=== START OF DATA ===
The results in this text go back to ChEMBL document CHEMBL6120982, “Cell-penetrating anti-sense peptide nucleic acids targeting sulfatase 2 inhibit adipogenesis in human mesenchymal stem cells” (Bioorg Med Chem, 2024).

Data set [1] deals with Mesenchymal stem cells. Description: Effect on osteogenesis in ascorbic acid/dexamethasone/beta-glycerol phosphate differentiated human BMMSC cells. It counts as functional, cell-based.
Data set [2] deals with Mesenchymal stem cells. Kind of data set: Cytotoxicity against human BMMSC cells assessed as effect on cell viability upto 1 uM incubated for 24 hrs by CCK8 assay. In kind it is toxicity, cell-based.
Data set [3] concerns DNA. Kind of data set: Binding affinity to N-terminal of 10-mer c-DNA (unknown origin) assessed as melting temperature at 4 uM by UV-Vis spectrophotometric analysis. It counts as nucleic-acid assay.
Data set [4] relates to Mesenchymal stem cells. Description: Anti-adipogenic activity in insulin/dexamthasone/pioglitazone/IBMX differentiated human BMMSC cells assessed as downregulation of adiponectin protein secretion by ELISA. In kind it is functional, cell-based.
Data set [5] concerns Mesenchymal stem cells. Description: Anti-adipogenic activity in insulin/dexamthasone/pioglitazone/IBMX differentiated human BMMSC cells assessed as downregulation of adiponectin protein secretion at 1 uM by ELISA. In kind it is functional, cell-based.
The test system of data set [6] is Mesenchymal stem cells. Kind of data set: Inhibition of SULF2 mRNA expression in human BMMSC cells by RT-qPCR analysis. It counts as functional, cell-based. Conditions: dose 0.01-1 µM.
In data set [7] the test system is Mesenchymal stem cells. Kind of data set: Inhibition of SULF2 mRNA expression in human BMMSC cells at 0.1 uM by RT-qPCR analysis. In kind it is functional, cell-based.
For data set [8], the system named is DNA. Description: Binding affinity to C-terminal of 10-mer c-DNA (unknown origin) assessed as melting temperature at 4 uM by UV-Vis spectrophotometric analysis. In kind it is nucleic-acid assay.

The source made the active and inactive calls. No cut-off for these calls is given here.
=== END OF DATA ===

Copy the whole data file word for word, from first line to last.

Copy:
The results in this text go back to ChEMBL document CHEMBL6120982, “Cell-penetrating anti-sense peptide nucleic acids targeting sulfatase 2 inhibit adipogenesis in human mesenchymal stem cells” (Bioorg Med Chem, 2024).

Data set [1] deals with Mesenchymal stem cells. Description: Effect on osteogenesis in ascorbic acid/dexamethasone/beta-glycerol phosphate differentiated human BMMSC cells. It counts as functional, cell-based.
Data set [2] deals with Mesenchymal stem cells. Kind of data set: Cytotoxicity against human BMMSC cells assessed as effect on cell viability upto 1 uM incubated for 24 hrs by CCK8 assay. In kind it is toxicity, cell-based.
Data set [3] concerns DNA. Kind of data set: Binding affinity to N-terminal of 10-mer c-DNA (unknown origin) assessed as melting temperature at 4 uM by UV-Vis spectrophotometric analysis. It counts as nucleic-acid assay.
Data set [4] relates to Mesenchymal stem cells. Description: Anti-adipogenic activity in insulin/dexamthasone/pioglitazone/IBMX differentiated human BMMSC cells assessed as downregulation of adiponectin protein secretion by ELISA. In kind it is functional, cell-based.
Data set [5] concerns Mesenchymal stem cells. Description: Anti-adipogenic activity in insulin/dexamthasone/pioglitazone/IBMX differentiated human BMMSC cells assessed as downregulation of adiponectin protein secretion at 1 uM by ELISA. In kind it is functional, cell-based.
The test system of data set [6] is Mesenchymal stem cells. Kind of data set: Inhibition of SULF2 mRNA expression in human BMMSC cells by RT-qPCR analysis. It counts as functional, cell-based. Conditions: dose 0.01-1 µM.
In data set [7] the test system is Mesenchymal stem cells. Kind of data set: Inhibition of SULF2 mRNA expression in human BMMSC cells at 0.1 uM by RT-qPCR analysis. In kind it is functional, cell-based.
For data set [8], the system named is DNA. Description: Binding affinity to C-terminal of 10-mer c-DNA (unknown origin) assessed as melting temperature at 4 uM by UV-Vis spectrophotometric analysis. In kind it is nucleic-acid assay.

The source made the active and inactive calls. No cut-off for these calls is given here.